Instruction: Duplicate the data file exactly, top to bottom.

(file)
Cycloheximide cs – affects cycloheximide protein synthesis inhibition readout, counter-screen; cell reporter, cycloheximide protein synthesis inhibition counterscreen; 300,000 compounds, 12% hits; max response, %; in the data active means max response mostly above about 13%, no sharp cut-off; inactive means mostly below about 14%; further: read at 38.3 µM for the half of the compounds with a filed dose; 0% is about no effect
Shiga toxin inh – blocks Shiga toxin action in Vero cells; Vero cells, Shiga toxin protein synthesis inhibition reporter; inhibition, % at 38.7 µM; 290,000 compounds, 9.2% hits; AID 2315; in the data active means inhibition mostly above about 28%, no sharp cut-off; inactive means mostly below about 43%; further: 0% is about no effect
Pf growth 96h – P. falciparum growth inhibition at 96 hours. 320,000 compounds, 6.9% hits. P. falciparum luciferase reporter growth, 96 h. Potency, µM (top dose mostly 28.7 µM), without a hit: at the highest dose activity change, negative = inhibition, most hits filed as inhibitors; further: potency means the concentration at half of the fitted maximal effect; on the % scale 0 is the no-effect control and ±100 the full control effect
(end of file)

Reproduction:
Cycloheximide cs – affects cycloheximide protein synthesis inhibition readout, counter-screen; cell reporter, cycloheximide protein synthesis inhibition counterscreen; 300,000 compounds, 12% hits; max response, %; in the data active means max response mostly above about 13%, no sharp cut-off; inactive means mostly below about 14%; further: read at 38.3 µM for the half of the compounds with a filed dose; 0% is about no effect
Shiga toxin inh – blocks Shiga toxin action in Vero cells; Vero cells, Shiga toxin protein synthesis inhibition reporter; inhibition, % at 38.7 µM; 290,000 compounds, 9.2% hits; AID 2315; in the data active means inhibition mostly above about 28%, no sharp cut-off; inactive means mostly below about 43%; further: 0% is about no effect
Pf growth 96h – P. falciparum growth inhibition at 96 hours. 320,000 compounds, 6.9% hits. P. falciparum luciferase reporter growth, 96 h. Potency, µM (top dose mostly 28.7 µM), without a hit: at the highest dose activity change, negative = inhibition, most hits filed as inhibitors; further: potency means the concentration at half of the fitted maximal effect; on the % scale 0 is the no-effect control and ±100 the full control effect